Identify it (preferably in the body of the blog entry) as a letter that The Olympian refused to print, and request that it be added to the "letters The Olympian refused to print" collection.

The policy

as I have always known it is that letters are picked at random, sort of out of a hat, and then if they meet all of the requirements they are published. It is my understanding that they stop publishing letters about a certain topic after a certain number of letters has been published, though I don't know what that standard is.

Rejected Letters

I have had one or two letters rejected in the past, which felt really hurtful to me. After all, The Olympian is known for publishing pretty much anything (even, for example, letters that are espouse hatefulness between people and racism.) Of course, it's also possible, if not probable, that my letters may have felt hurtful to people at the paper.

Sooo... maybe I'll go look back and dig up those to add to this book.

I have noticed at least one particular common theme in letters that go unpublished. That is that many unpublished letters contain direct criticism of The Olympian itself.

So, I guess I can understand that people at the paper are worried about losing their jobs. Maybe that's part of the reason. No one likes to be criticized.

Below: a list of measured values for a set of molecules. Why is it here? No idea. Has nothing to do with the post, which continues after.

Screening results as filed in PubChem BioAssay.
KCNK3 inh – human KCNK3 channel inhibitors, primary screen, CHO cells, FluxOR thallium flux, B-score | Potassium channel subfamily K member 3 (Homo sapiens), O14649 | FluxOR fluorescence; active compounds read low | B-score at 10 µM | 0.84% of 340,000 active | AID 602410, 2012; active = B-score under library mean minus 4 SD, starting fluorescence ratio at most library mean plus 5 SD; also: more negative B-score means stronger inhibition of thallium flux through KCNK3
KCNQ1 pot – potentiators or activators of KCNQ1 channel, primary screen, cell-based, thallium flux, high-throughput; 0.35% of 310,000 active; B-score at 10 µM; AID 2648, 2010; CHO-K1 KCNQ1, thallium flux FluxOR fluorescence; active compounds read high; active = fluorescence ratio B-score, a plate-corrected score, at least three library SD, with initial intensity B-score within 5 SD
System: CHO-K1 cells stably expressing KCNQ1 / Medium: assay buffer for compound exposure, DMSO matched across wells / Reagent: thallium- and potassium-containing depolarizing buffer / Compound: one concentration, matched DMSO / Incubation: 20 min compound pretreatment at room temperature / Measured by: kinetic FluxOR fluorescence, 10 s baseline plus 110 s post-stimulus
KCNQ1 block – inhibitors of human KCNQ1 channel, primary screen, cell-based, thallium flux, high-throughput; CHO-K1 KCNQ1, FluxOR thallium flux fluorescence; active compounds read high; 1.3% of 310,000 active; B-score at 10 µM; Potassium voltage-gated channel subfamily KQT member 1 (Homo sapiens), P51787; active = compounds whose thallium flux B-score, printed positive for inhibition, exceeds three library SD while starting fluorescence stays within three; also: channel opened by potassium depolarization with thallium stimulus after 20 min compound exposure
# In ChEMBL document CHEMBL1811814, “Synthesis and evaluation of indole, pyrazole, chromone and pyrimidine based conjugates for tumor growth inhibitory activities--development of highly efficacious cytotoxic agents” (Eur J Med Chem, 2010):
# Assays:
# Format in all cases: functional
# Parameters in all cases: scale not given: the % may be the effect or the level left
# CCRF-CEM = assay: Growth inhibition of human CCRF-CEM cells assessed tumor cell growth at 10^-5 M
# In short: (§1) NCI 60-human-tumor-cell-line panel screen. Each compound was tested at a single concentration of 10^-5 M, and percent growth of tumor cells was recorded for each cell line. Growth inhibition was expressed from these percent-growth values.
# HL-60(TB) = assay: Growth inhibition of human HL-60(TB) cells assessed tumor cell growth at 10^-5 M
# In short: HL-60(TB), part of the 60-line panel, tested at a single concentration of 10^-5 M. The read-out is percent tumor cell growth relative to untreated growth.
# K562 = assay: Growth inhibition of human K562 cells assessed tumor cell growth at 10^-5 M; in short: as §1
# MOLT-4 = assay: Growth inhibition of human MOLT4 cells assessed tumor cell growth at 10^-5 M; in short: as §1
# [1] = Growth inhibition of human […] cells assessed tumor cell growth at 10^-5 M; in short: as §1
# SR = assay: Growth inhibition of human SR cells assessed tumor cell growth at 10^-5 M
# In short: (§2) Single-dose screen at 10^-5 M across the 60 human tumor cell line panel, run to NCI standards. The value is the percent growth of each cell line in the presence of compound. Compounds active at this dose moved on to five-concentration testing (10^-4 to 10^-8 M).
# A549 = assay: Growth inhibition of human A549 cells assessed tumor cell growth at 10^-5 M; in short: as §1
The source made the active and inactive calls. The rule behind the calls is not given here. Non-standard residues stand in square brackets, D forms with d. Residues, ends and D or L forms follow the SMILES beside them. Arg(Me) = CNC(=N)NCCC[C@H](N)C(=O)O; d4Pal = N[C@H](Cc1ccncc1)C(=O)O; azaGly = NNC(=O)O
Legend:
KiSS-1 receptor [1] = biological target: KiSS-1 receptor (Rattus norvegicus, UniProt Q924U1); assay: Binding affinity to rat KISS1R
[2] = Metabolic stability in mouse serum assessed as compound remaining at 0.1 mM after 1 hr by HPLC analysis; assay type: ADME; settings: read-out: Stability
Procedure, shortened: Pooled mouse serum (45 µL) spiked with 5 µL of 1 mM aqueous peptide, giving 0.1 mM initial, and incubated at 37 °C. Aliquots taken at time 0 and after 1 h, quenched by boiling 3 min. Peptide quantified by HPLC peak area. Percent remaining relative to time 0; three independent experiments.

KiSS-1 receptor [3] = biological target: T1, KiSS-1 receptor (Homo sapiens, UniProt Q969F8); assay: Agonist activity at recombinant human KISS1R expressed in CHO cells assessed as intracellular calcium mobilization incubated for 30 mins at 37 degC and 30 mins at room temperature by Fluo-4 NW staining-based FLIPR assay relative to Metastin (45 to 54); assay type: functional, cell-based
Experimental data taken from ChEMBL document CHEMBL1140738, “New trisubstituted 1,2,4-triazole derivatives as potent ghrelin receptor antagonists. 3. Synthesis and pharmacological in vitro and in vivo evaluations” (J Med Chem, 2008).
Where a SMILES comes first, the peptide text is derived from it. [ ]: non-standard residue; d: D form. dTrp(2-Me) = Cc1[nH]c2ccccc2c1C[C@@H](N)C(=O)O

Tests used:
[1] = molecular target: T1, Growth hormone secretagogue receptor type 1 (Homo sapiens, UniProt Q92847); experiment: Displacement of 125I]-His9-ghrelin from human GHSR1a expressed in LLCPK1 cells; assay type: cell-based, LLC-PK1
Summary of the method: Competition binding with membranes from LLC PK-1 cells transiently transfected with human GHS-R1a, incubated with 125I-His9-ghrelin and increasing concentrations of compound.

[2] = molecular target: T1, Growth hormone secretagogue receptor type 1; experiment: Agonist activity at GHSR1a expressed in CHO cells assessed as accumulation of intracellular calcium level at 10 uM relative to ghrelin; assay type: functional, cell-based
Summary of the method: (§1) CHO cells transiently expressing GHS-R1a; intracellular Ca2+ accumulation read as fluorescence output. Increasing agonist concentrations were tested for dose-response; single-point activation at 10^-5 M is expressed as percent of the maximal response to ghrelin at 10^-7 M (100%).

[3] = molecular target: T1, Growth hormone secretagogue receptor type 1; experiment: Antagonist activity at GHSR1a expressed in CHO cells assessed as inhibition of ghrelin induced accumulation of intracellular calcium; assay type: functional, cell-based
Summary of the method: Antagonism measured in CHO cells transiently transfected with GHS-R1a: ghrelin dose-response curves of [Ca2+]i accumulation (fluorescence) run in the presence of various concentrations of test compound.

Though I think with the paper, it is important for the editorial staff to maintain a more objective viewpoint and a pro-active stance on promoting equality and a healthy society - and to not take criticism personally. It's really about policy - not personal opinion.

What Gets Printed

It's really astounding that The Olympian would reject a letter like the 2009 City Council Endorsement Letter from Sherri Goulet - meanwhile choosing to print some of the most heinous and vitriolic hateful and racist letters...

That's why I truly do think that The Olympian is doing harm to the community - and that it makes sense to vigorously and assertively draw attention to this, and oppose it.

The Olympian is characteristically partial to, and grants special privilege to, certain interests in the community. It's anti-democratic and oppressive to the extreme. All people deserve to have an equal voice in the community.

I also think that The Olympian could be imminently more successful if it were to adopt a democratic, humane and people friendly approach to its editorial policies and reporting practices.

Our society is tremendously harmful. I believe that there is no rational place for defending the status quo.

People are dying unnecessary deaths (resulting from hunger, starvation, war and disease,) species are going extinct (200 per day), the disparity in wealth between rich and poor is increasing exponentially... Our government is dominated by corporations.

People are suffering in the present moment. And much of it is totally unnecessary. How about social and economic (and distributive) justice? How about challenging the unjust status quo?

In my opinion, that's the direction that any sane and responsible public voice ought to go.